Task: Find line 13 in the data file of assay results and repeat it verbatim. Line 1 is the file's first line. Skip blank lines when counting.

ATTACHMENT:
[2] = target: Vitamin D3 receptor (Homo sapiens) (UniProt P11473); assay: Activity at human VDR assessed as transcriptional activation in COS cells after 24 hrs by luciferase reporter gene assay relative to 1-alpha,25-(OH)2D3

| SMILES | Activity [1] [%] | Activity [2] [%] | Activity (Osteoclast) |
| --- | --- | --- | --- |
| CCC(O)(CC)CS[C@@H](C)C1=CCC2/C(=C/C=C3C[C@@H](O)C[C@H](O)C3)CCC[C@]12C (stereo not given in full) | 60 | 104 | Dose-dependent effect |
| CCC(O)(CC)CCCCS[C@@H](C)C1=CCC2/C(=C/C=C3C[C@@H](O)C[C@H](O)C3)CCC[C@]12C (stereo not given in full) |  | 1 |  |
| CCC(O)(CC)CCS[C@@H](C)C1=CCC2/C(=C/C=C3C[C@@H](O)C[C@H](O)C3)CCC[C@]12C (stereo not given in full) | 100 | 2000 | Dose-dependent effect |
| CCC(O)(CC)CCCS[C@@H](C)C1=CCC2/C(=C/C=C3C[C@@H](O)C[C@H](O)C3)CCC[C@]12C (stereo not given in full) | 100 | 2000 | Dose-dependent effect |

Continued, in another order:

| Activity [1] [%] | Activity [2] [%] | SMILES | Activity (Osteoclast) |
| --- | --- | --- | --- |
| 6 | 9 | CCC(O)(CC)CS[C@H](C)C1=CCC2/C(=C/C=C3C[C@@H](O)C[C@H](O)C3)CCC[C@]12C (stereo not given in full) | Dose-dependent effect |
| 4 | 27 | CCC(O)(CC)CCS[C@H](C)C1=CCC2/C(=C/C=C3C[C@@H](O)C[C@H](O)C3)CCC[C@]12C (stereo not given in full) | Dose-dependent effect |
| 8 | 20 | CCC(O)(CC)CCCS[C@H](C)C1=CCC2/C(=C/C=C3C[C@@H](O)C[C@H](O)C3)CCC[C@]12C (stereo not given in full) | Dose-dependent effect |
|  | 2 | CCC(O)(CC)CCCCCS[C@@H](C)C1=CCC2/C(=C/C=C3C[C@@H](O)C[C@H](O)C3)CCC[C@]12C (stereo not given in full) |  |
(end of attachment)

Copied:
| 8 | 20 | CCC(O)(CC)CCCS[C@H](C)C1=CCC2/C(=C/C=C3C[C@@H](O)C[C@H](O)C3)CCC[C@]12C (stereo not given in full) | Dose-dependent effect |